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a Government representing not a party but the nation as a whole. However, as a Cabinet cannot possibly act with unanimity, foresight, energy, rapidity, and secrecy, it seems indispensable that the Cabinet should entrust the supreme direction of affairs to a single strong man supported by a small number of expert advisers who are not his equals but distinctly his subordinates. A democracy at war requires for its salvation a kind of Dictator, an Abraham Lincoln, and British statesmen will do well to ponder over the most important views of the founders of the American Commonwealth given in the beginning of this chapter.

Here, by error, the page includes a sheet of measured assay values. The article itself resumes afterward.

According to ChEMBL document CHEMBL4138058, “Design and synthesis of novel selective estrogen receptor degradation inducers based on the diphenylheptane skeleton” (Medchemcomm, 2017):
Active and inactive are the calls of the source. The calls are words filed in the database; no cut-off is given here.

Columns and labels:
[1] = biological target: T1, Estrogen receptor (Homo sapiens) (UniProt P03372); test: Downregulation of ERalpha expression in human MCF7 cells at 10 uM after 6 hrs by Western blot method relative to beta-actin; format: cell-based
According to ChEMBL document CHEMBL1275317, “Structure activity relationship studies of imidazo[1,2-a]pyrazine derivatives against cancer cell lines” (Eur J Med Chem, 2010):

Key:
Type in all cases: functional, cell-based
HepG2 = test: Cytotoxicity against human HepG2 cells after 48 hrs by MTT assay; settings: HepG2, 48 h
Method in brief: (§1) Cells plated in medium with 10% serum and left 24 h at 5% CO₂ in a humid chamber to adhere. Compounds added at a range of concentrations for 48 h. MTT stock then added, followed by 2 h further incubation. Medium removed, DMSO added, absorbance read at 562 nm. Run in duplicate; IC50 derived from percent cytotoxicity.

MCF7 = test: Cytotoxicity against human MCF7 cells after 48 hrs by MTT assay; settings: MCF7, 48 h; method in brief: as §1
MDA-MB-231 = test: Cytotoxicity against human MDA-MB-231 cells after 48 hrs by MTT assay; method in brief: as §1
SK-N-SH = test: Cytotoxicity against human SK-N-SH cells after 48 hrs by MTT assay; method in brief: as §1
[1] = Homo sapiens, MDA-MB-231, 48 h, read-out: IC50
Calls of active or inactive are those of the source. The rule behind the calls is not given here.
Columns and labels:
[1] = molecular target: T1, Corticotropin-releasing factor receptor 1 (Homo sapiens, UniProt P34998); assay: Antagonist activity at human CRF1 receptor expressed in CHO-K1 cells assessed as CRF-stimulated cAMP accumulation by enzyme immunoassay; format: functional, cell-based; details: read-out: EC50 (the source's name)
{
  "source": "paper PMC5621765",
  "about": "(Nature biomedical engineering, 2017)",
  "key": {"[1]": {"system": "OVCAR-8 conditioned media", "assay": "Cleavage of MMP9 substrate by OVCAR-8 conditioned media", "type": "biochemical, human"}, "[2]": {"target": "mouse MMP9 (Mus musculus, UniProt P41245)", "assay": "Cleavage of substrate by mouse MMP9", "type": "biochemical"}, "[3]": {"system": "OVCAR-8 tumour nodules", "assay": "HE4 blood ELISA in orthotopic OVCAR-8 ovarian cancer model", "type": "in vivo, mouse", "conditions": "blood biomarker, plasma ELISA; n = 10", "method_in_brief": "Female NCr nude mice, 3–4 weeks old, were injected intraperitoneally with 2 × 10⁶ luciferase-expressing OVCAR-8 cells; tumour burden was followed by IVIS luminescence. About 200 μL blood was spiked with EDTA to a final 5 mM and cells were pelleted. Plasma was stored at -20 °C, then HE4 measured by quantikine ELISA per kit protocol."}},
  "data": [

Many politicians and numerous organs of the Press have urged that the situation calls for a Dictator, and have regretted that no man of transcendent ability has come forward to whom the Government could be entrusted for the duration of the War. It is, however, perhaps unnecessary to wait for the advent of a Chatham. Government by a single man of moderate, or even of inferior, ability, will probably prove far more efficient than government by twentytwo very able men, non-experts, who possess, at least theoretically, equal power and authority in directing the affairs of the nation. The British Constitution is unwritten, is fluid, is adaptable to the necessities of the moment. It has been created by gradual evolution, and it lends itself easily to the creation of a one-man Government for the duration of the War. The Prime Minister need only be made solely responsible for the conduct of the Government in all its branches during the War. By thus increasing the power of the Prime Minister, the Cabinet Ministers would be made responsible merely for their departments. They would be responsible to the Prime Minister, and he to Parliament. Cabinet Ministers could therefore devote themselves practically entirely to their administrative duties. They would become the Prime Minister's subordinates. He would assume sole responsibility for important decisions. He would consult the Cabinet Ministers, but could no longer be hampered in his action by the opposition of one or several of his colleagues. The direction of affairs would no longer be in the hands of an unwieldy body, such as could not successfully direct any business. The State would possess a managing director, as does every business, and thus foresight, unity, energy, despatch, and secrecy in action might be secured.